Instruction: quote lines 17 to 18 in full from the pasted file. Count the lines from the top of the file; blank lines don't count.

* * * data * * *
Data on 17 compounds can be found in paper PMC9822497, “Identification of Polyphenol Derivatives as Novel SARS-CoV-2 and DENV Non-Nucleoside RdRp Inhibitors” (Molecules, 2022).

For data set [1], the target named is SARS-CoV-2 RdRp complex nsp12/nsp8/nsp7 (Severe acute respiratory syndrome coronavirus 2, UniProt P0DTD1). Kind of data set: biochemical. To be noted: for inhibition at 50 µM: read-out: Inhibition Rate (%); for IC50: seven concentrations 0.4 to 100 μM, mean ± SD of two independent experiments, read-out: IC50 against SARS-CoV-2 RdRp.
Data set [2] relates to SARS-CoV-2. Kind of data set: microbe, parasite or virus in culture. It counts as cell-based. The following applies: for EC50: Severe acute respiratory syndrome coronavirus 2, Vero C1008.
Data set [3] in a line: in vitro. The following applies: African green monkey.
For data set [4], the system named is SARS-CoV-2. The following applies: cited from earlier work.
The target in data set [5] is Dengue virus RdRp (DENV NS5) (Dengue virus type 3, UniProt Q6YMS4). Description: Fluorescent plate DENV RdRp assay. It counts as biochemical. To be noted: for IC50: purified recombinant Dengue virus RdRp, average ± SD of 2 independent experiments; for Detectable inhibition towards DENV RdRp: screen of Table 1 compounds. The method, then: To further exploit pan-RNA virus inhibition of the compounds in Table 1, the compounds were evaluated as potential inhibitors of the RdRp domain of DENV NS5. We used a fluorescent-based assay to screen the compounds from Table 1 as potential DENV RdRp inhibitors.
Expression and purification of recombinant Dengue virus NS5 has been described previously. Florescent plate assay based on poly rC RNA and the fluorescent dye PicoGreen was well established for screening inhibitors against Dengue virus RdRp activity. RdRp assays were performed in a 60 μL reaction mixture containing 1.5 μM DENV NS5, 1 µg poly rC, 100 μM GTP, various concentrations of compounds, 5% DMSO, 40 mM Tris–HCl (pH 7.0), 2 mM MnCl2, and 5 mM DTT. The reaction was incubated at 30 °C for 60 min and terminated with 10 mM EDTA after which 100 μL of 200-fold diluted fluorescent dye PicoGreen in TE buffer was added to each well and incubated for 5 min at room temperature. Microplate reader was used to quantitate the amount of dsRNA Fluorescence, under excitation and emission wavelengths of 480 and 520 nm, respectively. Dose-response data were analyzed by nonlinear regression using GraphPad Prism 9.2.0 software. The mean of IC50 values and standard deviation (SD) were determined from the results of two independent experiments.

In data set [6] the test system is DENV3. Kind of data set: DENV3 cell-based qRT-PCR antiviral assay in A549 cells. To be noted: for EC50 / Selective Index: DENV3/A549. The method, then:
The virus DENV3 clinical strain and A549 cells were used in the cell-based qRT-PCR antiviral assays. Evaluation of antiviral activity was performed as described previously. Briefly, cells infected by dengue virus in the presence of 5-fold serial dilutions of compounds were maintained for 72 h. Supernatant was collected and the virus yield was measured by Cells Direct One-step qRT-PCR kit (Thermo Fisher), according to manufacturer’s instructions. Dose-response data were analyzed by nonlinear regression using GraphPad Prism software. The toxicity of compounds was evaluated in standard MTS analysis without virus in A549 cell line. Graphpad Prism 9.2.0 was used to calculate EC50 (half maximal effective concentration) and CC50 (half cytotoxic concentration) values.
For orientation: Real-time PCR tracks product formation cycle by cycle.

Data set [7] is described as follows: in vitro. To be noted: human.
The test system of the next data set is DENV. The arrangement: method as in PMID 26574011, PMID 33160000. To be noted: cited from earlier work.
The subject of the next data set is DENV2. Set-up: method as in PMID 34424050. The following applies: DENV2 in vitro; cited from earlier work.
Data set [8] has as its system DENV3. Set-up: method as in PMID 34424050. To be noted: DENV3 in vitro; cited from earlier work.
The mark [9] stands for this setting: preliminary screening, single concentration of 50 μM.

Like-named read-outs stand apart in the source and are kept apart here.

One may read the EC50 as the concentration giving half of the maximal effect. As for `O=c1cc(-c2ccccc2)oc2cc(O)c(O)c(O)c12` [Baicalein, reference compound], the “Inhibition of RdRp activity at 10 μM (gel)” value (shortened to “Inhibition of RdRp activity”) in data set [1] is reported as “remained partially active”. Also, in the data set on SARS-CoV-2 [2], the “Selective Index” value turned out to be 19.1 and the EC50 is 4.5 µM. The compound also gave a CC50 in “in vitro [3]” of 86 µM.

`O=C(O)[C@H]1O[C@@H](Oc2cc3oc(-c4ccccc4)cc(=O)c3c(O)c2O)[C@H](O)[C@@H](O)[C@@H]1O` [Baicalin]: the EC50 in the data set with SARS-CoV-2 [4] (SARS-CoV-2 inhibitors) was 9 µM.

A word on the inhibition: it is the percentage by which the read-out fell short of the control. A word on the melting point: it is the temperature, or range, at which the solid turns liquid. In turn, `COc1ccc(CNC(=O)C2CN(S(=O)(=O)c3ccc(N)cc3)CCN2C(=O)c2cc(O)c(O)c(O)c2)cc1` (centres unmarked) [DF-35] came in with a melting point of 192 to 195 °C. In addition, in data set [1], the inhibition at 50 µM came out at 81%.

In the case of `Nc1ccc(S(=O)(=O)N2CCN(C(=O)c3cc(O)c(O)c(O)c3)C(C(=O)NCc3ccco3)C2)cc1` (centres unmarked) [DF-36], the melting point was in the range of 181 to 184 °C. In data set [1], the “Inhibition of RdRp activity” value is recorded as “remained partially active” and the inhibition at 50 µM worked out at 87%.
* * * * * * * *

One may read the EC50 as the concentration giving half of the maximal effect. As for `O=c1cc(-c2ccccc2)oc2cc(O)c(O)c(O)c12` [Baicalein, reference compound], the “Inhibition of RdRp activity at 10 μM (gel)” value (shortened to “Inhibition of RdRp activity”) in data set [1] is reported as “remained partially active”. Also, in the data set on SARS-CoV-2 [2], the “Selective Index” value turned out to be 19.1 and the EC50 is 4.5 µM. The compound also gave a CC50 in “in vitro [3]” of 86 µM.

`O=C(O)[C@H]1O[C@@H](Oc2cc3oc(-c4ccccc4)cc(=O)c3c(O)c2O)[C@H](O)[C@@H](O)[C@@H]1O` [Baicalin]: the EC50 in the data set with SARS-CoV-2 [4] (SARS-CoV-2 inhibitors) was 9 µM.